What exactly is a “comic book thriller”? I’m not exactly sure, but apparently Glass falls into that category. So Comic-Con types rejoice! This one’s primarily for you. It’s also a gift of sorts for fans of Unbreakable (2000) and Split (2016), two creepy yet engrossing movies written and directed by M. Night Shyamalan. In Glass, Shyamalan merges the narrative of those two previous efforts to complete what turns out to be a trilogy nearly 20-years in the making, and possibly sets the origin story for a whole new series of comic-horror-thriller-superhero cinematic events.
Here’s what you need to know, or recall, going into Glass: In Unbreakable, Bruce Willis played David Dunn, the lone survivor of a horrific train crash that left him unscathed, triggering the curiosity of Samuel L. Jackson’s Elijah Price (aka Mr. Glass) who was born with a malady that causes his bones to break at the slightest pressure. The film ends with Dunn as a poncho-wearing vigilante who operates in the shadows, and Price, well (spoiler alert), in an institution for the criminally insane.
In Split, James McAvoy played a guy named Kevin Wendell Crumb who had about two dozen other personalities collectively known as “The Horde” and an emerging superhuman personality called “The Beast.” That film ends with The Beast on the run after a violent rampage and – in a surprise cameo in the final scene – a brush with David Dunn.
Glass puts the whole gang together, along with David’s son (Spencer Treat Clark), Elijah’s mother (Charlayne Woodard) and a tormented young woman who escaped Kevin/The Beast (Anya Taylor-Joy), all reprising their roles. Sarah Paulson joins the fray as a psychiatrist who attempts to “treat” David, Elijah and Kevin for what she claims are their “delusions” of hero grandeur.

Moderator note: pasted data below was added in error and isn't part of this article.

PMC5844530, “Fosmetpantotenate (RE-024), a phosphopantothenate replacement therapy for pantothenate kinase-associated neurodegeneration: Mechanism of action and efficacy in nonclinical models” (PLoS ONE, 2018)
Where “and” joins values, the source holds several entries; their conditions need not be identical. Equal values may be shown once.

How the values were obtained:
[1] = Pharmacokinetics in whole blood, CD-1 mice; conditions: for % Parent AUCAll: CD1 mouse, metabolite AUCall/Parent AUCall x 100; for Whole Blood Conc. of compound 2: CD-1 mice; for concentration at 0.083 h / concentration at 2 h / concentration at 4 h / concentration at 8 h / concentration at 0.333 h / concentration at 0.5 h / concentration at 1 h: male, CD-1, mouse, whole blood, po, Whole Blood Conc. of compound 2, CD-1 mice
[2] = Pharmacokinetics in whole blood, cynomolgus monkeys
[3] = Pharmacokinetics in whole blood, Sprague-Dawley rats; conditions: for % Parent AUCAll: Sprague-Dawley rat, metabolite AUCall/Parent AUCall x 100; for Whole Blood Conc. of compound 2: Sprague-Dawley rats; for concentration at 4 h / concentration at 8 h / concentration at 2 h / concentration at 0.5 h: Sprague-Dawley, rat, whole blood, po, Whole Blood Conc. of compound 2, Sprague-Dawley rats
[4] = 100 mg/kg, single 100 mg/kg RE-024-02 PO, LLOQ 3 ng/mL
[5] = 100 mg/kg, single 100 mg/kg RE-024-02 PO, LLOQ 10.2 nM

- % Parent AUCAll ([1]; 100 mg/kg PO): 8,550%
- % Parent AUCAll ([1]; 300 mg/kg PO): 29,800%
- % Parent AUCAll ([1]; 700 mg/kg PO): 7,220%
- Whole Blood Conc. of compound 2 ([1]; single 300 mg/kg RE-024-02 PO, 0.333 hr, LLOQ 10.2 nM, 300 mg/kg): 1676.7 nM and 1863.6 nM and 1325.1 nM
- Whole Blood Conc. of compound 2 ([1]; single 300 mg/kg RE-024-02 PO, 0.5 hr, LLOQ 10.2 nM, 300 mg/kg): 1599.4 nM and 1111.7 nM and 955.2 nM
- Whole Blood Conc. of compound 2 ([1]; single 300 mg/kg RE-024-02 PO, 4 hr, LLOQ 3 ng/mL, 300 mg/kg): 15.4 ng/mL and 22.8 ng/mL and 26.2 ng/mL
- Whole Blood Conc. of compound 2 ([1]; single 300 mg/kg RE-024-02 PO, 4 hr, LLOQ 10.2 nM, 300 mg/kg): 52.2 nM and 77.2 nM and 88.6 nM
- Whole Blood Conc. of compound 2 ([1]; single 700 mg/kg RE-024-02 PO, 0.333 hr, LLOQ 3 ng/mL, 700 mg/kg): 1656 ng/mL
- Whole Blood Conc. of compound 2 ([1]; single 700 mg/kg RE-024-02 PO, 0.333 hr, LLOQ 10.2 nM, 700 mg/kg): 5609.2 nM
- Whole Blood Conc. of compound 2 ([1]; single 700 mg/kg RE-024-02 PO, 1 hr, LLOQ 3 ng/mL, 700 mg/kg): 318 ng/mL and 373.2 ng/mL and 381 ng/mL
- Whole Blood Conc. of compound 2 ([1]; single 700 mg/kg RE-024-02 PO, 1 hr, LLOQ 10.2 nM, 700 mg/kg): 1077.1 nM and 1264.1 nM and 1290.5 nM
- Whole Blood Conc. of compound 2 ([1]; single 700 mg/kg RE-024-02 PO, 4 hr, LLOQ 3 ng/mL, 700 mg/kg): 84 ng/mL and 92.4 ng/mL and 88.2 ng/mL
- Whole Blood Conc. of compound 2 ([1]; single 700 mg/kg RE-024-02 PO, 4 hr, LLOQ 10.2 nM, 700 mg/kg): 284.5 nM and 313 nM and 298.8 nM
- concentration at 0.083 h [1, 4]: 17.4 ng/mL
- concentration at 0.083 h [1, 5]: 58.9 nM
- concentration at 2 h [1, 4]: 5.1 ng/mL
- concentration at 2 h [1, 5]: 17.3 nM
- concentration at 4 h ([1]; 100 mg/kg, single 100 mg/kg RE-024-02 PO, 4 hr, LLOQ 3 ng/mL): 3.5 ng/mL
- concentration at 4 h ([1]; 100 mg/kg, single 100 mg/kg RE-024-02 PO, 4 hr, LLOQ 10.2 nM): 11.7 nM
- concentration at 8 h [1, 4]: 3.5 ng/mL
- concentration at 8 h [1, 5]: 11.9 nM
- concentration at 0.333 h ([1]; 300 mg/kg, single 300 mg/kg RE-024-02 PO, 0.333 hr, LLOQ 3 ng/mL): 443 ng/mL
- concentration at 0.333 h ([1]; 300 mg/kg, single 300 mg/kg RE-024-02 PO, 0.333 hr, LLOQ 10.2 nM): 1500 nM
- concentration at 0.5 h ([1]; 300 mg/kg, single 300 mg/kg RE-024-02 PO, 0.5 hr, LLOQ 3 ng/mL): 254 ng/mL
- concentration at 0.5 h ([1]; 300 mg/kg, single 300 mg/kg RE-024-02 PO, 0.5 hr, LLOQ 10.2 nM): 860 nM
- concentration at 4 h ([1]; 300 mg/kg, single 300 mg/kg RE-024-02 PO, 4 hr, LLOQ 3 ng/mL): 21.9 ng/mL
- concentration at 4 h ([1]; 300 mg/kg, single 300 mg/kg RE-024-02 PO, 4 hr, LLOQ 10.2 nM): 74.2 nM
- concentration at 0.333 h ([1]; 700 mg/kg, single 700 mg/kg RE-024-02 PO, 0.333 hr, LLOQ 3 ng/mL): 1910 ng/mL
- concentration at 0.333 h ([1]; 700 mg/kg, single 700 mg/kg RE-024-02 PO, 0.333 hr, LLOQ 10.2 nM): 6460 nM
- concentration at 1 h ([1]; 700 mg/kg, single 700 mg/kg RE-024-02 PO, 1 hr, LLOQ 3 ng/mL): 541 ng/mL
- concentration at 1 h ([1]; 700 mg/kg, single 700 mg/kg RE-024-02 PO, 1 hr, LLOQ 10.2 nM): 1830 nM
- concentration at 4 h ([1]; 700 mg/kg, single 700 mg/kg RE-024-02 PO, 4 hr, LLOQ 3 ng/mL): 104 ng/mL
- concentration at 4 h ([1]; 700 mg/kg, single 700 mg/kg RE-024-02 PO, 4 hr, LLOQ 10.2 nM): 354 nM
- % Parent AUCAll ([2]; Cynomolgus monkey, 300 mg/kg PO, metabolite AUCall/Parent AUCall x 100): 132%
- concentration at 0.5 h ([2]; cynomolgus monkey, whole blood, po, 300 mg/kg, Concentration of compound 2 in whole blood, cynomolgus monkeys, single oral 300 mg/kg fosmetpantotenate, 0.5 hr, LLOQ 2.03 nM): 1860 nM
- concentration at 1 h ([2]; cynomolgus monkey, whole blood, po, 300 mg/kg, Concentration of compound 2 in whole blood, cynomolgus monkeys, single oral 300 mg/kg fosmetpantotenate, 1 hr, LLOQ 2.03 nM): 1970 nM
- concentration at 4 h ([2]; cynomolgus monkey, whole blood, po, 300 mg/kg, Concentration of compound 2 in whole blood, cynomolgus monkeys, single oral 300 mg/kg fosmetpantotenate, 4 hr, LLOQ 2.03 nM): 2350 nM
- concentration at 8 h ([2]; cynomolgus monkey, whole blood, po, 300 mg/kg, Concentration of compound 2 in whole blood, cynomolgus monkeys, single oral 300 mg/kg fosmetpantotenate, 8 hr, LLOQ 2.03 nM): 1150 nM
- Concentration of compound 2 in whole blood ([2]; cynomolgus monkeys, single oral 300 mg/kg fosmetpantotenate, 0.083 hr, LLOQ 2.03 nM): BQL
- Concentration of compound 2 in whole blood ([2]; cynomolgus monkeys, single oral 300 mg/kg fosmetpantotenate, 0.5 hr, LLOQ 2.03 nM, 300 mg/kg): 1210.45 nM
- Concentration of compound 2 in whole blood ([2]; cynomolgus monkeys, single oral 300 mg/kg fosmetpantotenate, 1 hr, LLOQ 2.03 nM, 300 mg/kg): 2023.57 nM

I could try and explain or lay out more of the plot but that could spoil things for others (i.e. I haven’t really figured it all out myself). Glass takes you on a fairly slow and quiet ride that does ultimately provide some pay-off as to the origins and conclusions of certain heroes, villains and arch-villains among us. It helped tremendously that I watched Unbreakable on iTunes just hours before Glass. I was able to appreciate tidbits like Shyamalan’s repeat cameo, and the maturation in real time of father-son duo David and Joseph (Willis and Clark). As for Split, I remember being lukewarm on the movie as a whole, but incredibly impressed with McAvoy’s performance(s). That carries through to Glass.
Glass is touted as a culmination of the stories presented in Unbreakable and Split, yet it’s probably my least favorite, mainly because the ending is a bit of a downer. For Shyamalan fans, Glass is likely to come across as flawed but intriguing. For those who don’t particularly care for Shyamalan films and haven’t seen Unbreakable and/or Split, Glass will surely induce plenty of head scratching and bewilderment. Welcome (back) to the world of M. Night Shyamalan.
But first, you might want to see these, in this order: